An interesting viewpoint on the industrial revolution indeed. As a British woman I have always thought of democracy as a part of life, us Brit’s are known for our fairness – the people of Britain have a voice. I have no doubt that at the time that the industrial revolution began, the British people would have been more than grateful for this revelation: it allowed better working conditions, more job opportunities, better health care and more opportunities to have and sustain families. This along with the urbanisation of societies lead to the beginning of a rapid increase in population amongst the world. Although in relation to the rest of the world’s population growth, Britain doesn’t play a significant role in terms of numbers – it was during one of our most well known times, the Victorian era, when the industrial revolution began. This development in British history has been said to be one of the most important factors in the development of the world; whether that be negative or positive development, I’ll leave that up to you to decide. When considering the effects that the industrial revolution has had on environmental welfare, the increase in population lead to a higher demand on resources and a higher rate of fossil fuel use which is obviously extremely damaging to the environment. It could be argued that the industrial revolution was the beginning of what we now call ‘global warming’. Perhaps Mr. Varoufakis was right when he stated that the industrial revolution has left many people wishing that they could ‘recoil in to the past’. I certainly wish I lived in a world where global warming and the destruction of the planet wasn’t a growing worry to be considered every day.
Before reading Dan Brown’s ‘Inferno’ (if you haven’t already read this book I highly recommend it, it’s absolutely brilliant https://www.readanybook.com/online/565107#356867 ), I had never considered population growth to be a contributing factor to climate change and environmental welfare. The plot focuses on a peculiar man who feels that the world’s sustainable population numbers have already peaked (in fact they peaked at 4 billion) and he attempts to find a method to reduce the population growth (I won’t spoil it by giving away the ending) – but more to the point it really got me thinking… what is a sustainable number for the world’s population? As it stands at around 7.5 billion, have we seriously overstepped the mark; I personally feel we have enough resources but when looking at third world countries where people are literally starving, it does make you question things. There has always been famine in the world so this may just be a natural process of elimination and population control. But what about the strain on resources that population growth has an effect on; will the world’s population just continue to grow until we physically run out of resources and more and more people just starve to death? Perhaps, if this does occur it will be at this point that our Earth’s population will begin to level out. More to the point however, what affects is this having on the environment? We are currently in an age of technology and convenience, everyone knows that the planet is being polluted by cars, planes, factories, nuclear waste and excessive agriculture due to such a high demand on the food industry… maybe Dan Brown’s character was right, maybe we did peak at 4 billion.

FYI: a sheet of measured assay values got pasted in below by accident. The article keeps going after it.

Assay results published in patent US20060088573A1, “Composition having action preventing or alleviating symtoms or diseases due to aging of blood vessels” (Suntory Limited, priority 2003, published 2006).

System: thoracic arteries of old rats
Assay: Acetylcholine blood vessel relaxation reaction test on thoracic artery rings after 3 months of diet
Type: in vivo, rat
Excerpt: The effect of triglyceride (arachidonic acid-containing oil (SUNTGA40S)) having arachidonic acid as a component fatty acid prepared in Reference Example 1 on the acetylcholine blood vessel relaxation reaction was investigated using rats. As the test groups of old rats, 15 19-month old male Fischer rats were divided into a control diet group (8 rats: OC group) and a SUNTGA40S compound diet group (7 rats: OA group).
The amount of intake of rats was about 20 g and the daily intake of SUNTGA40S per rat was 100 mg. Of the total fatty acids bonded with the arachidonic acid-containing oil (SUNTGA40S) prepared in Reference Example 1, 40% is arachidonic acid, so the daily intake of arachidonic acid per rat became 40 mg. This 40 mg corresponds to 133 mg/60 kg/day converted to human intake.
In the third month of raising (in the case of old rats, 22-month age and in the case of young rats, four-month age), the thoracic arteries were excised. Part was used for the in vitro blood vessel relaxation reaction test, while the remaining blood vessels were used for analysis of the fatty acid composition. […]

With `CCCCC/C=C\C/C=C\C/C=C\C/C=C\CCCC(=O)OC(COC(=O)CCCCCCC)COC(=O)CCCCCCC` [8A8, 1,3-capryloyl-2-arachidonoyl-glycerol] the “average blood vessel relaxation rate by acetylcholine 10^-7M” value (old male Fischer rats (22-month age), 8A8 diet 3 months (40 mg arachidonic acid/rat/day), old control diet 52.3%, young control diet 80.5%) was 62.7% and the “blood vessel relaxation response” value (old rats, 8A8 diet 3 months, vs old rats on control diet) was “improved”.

When looking at a world population graph (see above) and using the website www.worldometers.info/world-population – it states that the world’s population didn’t reach 1 billion until around 1800… it is now at almost 8 billion. You have to ask yourself; how is it that for thousands of years the population seemed to be fairly low never increasing by a large amount and then all of a sudden within the space of 200 years it has risen by over 700%? It’s interesting that the world’s population began to suddenly rise at the same time that the industrial revolution began, and I will be looking in to this in further detail over the next week. But for now I will allow you to ponder, as a reader, how we as an intelligent and evolved species have arrived at this position of potential overpopulation and indefinite rapid climate change.